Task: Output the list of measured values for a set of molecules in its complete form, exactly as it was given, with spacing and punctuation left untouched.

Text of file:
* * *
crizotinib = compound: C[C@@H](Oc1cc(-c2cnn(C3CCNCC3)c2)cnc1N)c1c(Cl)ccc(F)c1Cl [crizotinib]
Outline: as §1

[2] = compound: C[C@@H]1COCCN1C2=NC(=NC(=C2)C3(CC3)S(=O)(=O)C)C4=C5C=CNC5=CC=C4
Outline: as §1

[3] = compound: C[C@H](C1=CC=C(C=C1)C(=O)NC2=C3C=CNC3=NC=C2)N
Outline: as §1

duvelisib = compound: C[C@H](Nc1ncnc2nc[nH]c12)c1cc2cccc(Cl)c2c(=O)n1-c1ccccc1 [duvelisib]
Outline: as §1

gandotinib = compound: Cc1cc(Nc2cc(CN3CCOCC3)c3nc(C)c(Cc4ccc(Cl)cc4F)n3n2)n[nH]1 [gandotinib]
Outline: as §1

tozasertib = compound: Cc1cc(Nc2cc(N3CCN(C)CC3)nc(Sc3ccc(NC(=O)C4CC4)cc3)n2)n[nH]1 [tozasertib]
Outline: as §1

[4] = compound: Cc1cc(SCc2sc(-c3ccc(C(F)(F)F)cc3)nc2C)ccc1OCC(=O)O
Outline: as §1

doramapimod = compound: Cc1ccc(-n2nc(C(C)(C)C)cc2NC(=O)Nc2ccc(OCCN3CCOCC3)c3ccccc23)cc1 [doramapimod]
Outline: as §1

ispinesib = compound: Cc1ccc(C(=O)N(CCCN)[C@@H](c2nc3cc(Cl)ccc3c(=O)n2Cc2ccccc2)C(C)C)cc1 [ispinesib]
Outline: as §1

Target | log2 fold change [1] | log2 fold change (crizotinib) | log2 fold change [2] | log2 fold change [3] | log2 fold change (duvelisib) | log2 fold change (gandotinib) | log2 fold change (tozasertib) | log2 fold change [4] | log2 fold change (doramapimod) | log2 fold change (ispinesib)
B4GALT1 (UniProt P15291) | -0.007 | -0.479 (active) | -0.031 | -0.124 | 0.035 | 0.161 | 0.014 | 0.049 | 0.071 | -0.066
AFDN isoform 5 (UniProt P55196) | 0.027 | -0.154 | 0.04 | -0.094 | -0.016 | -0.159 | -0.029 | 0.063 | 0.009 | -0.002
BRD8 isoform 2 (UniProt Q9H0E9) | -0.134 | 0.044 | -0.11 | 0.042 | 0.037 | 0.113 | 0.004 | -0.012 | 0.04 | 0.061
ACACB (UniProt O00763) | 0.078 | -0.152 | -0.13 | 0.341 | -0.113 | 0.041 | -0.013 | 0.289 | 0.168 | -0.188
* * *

crizotinib = compound: C[C@@H](Oc1cc(-c2cnn(C3CCNCC3)c2)cnc1N)c1c(Cl)ccc(F)c1Cl [crizotinib]
Outline: as §1

[2] = compound: C[C@@H]1COCCN1C2=NC(=NC(=C2)C3(CC3)S(=O)(=O)C)C4=C5C=CNC5=CC=C4
Outline: as §1

[3] = compound: C[C@H](C1=CC=C(C=C1)C(=O)NC2=C3C=CNC3=NC=C2)N
Outline: as §1

duvelisib = compound: C[C@H](Nc1ncnc2nc[nH]c12)c1cc2cccc(Cl)c2c(=O)n1-c1ccccc1 [duvelisib]
Outline: as §1

gandotinib = compound: Cc1cc(Nc2cc(CN3CCOCC3)c3nc(C)c(Cc4ccc(Cl)cc4F)n3n2)n[nH]1 [gandotinib]
Outline: as §1

tozasertib = compound: Cc1cc(Nc2cc(N3CCN(C)CC3)nc(Sc3ccc(NC(=O)C4CC4)cc3)n2)n[nH]1 [tozasertib]
Outline: as §1

[4] = compound: Cc1cc(SCc2sc(-c3ccc(C(F)(F)F)cc3)nc2C)ccc1OCC(=O)O
Outline: as §1

doramapimod = compound: Cc1ccc(-n2nc(C(C)(C)C)cc2NC(=O)Nc2ccc(OCCN3CCOCC3)c3ccccc23)cc1 [doramapimod]
Outline: as §1

ispinesib = compound: Cc1ccc(C(=O)N(CCCN)[C@@H](c2nc3cc(Cl)ccc3c(=O)n2Cc2ccccc2)C(C)C)cc1 [ispinesib]
Outline: as §1

Target | log2 fold change [1] | log2 fold change (crizotinib) | log2 fold change [2] | log2 fold change [3] | log2 fold change (duvelisib) | log2 fold change (gandotinib) | log2 fold change (tozasertib) | log2 fold change [4] | log2 fold change (doramapimod) | log2 fold change (ispinesib)
B4GALT1 (UniProt P15291) | -0.007 | -0.479 (active) | -0.031 | -0.124 | 0.035 | 0.161 | 0.014 | 0.049 | 0.071 | -0.066
AFDN isoform 5 (UniProt P55196) | 0.027 | -0.154 | 0.04 | -0.094 | -0.016 | -0.159 | -0.029 | 0.063 | 0.009 | -0.002
BRD8 isoform 2 (UniProt Q9H0E9) | -0.134 | 0.044 | -0.11 | 0.042 | 0.037 | 0.113 | 0.004 | -0.012 | 0.04 | 0.061
ACACB (UniProt O00763) | 0.078 | -0.152 | -0.13 | 0.341 | -0.113 | 0.041 | -0.013 | 0.289 | 0.168 | -0.188